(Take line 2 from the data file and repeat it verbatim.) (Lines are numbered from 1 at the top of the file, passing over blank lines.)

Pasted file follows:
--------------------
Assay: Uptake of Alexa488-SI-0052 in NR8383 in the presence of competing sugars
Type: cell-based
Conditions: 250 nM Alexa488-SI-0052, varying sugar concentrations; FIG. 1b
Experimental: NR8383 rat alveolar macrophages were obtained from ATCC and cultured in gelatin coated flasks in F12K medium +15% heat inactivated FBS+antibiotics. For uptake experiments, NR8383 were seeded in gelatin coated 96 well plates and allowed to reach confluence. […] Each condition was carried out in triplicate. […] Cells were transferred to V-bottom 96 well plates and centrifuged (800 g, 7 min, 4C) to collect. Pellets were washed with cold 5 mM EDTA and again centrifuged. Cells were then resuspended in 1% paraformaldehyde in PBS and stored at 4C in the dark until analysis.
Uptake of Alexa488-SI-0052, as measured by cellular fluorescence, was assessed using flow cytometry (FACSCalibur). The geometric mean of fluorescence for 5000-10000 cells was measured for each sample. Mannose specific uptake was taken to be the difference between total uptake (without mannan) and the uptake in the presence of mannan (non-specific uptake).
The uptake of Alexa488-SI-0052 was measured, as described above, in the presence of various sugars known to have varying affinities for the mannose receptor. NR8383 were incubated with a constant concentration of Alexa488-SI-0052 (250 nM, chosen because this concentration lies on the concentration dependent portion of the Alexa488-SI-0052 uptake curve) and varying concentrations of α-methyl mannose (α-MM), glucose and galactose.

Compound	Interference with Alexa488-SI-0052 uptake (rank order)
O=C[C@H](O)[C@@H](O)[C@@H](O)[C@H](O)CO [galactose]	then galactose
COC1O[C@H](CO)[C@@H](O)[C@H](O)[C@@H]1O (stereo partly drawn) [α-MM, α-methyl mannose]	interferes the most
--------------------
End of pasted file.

Type: cell-based